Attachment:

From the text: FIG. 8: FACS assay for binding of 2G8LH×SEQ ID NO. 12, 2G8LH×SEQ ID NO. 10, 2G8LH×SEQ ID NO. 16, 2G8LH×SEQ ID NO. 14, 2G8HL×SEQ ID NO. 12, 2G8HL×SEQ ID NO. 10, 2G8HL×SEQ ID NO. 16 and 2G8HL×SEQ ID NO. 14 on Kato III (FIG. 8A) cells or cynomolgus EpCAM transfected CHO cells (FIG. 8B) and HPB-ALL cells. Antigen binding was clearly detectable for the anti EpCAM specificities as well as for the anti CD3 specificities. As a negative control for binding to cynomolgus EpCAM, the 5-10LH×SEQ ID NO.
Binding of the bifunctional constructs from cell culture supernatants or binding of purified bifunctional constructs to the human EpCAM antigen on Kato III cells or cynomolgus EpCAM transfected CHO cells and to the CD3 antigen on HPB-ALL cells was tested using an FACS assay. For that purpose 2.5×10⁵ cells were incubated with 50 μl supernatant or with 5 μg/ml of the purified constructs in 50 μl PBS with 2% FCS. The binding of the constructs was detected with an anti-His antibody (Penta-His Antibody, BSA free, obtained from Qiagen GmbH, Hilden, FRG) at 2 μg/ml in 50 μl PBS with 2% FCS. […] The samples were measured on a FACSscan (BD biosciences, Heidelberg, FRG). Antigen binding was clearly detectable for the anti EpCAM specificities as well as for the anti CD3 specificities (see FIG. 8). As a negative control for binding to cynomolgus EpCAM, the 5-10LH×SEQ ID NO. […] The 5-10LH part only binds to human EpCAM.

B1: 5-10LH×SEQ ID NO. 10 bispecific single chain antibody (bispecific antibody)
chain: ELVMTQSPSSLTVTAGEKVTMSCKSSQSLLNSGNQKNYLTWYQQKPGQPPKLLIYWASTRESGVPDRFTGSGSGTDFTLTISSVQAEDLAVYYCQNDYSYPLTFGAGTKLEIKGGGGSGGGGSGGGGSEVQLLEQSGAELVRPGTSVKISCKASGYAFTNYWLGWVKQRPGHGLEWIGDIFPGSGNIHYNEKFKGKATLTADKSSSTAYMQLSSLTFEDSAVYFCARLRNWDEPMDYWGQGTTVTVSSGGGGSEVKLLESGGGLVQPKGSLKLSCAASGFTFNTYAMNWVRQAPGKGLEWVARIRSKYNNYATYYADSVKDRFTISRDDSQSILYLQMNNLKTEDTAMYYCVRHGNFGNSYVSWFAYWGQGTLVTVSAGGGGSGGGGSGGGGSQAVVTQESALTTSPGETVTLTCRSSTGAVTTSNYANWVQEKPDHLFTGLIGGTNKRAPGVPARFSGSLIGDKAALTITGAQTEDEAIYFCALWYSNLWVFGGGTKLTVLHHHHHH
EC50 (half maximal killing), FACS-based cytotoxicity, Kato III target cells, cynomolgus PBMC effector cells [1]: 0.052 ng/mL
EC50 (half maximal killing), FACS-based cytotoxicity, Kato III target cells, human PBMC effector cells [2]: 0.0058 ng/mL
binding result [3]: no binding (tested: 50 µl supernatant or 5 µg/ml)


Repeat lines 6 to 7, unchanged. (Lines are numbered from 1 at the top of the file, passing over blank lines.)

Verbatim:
EC50 (half maximal killing), FACS-based cytotoxicity, Kato III target cells, human PBMC effector cells [2]: 0.0058 ng/mL
binding result [3]: no binding (tested: 50 µl supernatant or 5 µg/ml)